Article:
India ranks third in the world in coal production behind China and the USA and recent economic policy changes has aroused the interest of private and foreign majors.
Australian companies already in India include BHP Billiton, Thiess and Rio Tinto and multinationals are also trying for their share of the cake, with Joy Mining, DBT, Tamrock Sandvik and Atlas Copco in the thick of the action.
The Indian government have taken some major steps in the past few years to increase foreign investment and interest through simplified rules for foreign direct investment and allowing captive coal mining in the private sector and in joint ventures.
Changes that will increase washery activity include the “1000 km mandate”, which dictates that coal with an ash content above 34% not be transported to remote power plants, necessitating substantial washery capability and technology. Also, new coal mines more than 40km from a power station must have a washery.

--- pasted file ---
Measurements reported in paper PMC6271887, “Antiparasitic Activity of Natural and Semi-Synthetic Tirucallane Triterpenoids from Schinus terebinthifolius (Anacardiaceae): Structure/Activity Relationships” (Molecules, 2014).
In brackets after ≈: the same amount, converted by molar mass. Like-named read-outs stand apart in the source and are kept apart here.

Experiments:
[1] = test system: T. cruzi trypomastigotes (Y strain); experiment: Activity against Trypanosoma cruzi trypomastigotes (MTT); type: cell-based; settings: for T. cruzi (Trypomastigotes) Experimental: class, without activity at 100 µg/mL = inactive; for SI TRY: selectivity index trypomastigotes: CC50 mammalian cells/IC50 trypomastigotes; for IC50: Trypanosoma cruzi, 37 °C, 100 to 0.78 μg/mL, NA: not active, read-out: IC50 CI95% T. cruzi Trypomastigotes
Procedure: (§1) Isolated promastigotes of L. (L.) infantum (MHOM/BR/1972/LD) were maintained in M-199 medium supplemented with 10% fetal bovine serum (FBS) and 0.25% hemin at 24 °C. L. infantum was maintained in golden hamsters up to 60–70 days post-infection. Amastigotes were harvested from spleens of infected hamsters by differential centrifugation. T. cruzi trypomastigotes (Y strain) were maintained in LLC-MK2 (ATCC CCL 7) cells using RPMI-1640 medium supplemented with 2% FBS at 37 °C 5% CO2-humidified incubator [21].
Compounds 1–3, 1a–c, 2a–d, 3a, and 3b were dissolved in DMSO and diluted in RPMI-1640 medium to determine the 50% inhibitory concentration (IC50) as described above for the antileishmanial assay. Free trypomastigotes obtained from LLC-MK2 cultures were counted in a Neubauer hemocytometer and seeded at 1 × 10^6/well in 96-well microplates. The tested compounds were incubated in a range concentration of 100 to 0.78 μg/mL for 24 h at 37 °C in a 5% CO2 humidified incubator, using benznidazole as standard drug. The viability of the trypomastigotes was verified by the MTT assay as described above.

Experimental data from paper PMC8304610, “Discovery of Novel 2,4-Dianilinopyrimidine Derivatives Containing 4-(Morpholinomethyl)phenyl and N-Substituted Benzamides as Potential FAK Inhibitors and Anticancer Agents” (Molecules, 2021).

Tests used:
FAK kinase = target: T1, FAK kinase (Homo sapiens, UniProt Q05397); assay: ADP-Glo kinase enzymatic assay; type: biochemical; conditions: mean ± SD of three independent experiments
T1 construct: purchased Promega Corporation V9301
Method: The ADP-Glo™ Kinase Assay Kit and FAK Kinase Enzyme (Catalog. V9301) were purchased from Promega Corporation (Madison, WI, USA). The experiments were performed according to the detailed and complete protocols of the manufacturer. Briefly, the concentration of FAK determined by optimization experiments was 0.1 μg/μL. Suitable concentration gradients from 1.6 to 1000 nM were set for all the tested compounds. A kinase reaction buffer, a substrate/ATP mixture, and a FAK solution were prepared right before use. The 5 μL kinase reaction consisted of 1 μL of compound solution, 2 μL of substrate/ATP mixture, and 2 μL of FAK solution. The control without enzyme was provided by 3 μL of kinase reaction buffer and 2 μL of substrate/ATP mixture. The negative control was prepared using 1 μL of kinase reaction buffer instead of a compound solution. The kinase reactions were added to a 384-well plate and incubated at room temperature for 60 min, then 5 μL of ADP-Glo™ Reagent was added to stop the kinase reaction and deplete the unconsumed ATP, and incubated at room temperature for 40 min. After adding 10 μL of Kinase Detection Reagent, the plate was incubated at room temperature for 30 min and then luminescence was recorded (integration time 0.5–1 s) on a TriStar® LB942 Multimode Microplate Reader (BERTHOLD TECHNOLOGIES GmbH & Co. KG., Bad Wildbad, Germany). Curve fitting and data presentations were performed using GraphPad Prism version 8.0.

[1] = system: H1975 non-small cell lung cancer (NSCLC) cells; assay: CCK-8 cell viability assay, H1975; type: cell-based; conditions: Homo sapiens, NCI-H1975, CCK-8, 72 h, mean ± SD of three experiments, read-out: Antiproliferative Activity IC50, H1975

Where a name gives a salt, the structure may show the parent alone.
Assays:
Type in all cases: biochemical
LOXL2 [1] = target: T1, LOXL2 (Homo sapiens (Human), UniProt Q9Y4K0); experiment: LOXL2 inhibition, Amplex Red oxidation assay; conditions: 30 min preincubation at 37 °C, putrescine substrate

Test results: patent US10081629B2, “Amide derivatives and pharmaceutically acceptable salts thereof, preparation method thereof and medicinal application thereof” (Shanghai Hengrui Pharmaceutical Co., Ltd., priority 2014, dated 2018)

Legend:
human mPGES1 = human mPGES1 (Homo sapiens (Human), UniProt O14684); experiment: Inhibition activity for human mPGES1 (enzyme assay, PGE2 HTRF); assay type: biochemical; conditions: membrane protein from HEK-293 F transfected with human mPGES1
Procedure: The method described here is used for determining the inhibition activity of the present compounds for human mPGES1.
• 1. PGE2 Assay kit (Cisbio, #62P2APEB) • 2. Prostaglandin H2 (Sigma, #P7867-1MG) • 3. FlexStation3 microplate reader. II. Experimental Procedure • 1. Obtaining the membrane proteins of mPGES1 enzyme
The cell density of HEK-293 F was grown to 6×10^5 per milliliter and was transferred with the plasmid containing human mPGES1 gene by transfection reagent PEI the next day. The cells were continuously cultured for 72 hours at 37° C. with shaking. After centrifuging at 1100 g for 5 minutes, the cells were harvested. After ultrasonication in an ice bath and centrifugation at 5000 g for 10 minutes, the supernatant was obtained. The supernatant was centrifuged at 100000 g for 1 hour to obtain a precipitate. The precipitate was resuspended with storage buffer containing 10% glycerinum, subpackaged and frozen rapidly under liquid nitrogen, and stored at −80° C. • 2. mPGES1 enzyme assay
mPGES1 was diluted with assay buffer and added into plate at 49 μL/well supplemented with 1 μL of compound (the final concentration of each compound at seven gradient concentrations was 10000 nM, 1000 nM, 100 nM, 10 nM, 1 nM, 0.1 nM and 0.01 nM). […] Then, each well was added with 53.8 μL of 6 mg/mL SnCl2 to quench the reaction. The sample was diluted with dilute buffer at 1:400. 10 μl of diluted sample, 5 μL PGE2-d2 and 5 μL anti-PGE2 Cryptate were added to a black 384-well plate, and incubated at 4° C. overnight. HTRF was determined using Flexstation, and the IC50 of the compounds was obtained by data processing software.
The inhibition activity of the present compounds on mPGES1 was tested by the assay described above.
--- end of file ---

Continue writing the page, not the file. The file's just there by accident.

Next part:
According to the Australian Trade Commission (Austrade) opportunity for Australian companies exist in mining consultancy, contract mining including with fleets, joint venture mining, coal washing, clean coal technology, environmental solutions, mining safety, exploration, niche equipment and consumables and mining software and systems.
Australian has already made major inroads into the software market, with at least 60% of the world’s mines now operating Australian made and designed software.
Austrade recommended a number of strategies for business breakthrough in India, a focus on missions, events and visits a major aspect of successful entry.
In 2003 and Indian delegation of more than 15 members visited Australia for AIMEX in Sydney, with individuals also visiting Brisbane, Perth and Melbourne. In the same year, the 19th World Mining Congress was held in New Delhi with Austrade facilitating an Australian area.
This year promises the major international mining show in India, IMME 2004 in November.